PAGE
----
It feels 3 times as long as it should and it’s representations of Arab rapists, victim shaming and bland sexism were a real struggle to persevere through.

I fear to return to previous Herbert novels incase I now recognise hints of the author who wrote this crap.

1 person found this helpful

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Verbose and pointless story

Excellent narration by Johnathon but I’m pleased this wasn’t the first James Herbert story I’ve listened to because it would have been the last. Save your money.

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  • SD
  • 12-04-21

one star as I cannot give less

first hour was not so bad but later was only worst, few scenes and description could be spared and it would not loose anything from story line and it would be much more pleasant to read/listen

before middle of the book I had already in my mind 2 possible endings so I'm sorry I cannot really say that I found surprising plots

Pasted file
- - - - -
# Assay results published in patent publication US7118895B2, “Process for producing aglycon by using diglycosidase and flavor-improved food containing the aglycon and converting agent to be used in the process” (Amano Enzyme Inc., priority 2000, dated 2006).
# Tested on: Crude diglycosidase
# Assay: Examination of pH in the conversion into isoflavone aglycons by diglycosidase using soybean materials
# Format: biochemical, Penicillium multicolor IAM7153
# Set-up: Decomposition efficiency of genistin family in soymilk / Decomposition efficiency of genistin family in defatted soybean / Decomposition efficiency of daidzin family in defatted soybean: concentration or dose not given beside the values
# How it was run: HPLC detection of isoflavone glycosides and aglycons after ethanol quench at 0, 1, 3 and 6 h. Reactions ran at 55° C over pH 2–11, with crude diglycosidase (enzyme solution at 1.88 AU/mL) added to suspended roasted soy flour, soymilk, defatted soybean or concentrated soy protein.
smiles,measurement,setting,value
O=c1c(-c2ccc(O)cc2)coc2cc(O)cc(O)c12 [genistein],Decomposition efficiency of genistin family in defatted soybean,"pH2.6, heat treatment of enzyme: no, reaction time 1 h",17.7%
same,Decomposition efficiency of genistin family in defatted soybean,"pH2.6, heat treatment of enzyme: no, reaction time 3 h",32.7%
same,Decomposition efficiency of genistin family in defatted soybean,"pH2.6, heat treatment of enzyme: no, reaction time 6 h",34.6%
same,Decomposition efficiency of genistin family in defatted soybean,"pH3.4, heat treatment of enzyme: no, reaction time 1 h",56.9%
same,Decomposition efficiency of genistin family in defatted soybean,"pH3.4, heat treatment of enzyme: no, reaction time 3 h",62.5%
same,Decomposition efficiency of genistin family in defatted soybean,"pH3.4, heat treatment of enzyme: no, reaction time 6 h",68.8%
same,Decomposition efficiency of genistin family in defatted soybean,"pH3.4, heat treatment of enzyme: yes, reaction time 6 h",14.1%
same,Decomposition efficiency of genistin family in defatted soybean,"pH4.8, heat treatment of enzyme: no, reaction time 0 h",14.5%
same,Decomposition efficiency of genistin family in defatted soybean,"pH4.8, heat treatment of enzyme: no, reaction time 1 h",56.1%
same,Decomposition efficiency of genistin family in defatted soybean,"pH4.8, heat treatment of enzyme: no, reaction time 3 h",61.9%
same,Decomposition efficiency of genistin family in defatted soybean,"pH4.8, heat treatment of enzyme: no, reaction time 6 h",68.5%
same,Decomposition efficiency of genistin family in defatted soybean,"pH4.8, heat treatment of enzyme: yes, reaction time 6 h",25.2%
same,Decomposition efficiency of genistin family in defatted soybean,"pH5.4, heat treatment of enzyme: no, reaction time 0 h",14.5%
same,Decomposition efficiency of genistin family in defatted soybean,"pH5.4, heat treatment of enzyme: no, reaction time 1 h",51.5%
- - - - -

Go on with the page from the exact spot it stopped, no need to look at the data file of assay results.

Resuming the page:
for me boring, irritating in few point of views of the world, how character think about women, point of view for parent-child not related as blood give some special connections... it doesn't

story line about domestic violence... most of cases 30-40 years ago ended different then in book

few different things I found really really irritating but if you want, try and get your own opinion

but this guy doesn't know when finish, I'm not sure how many pages he could just throw into fire but last 2-4h from audiobook was pure waste of my time, it's my fault that I have to finish this what I started but I would not lost anything just delete this from my device after first 1h of the book and never go back

1 person found this helpful

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  • Mario
  • 26-07-15

Thought provoking...excellent plot

It starts with an OBE (out of the body experience) and gradually develops into multiple subplots, each more riveting and thought provoking as they come. Add some phylosophy and an explanation of "ghosts". Deception, lost love, you name it...a must if uou are a Herbert fan. Beautifully read!!

4 people found this helpful

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  • Tansy Adderley
  • 14-03-21

Totally enjoyed this book,

It has many faithful similarities to experiences of my own, thankyou Mr Herbert, I hope you are currently experiencing that wonderful change.

1 person found this helpful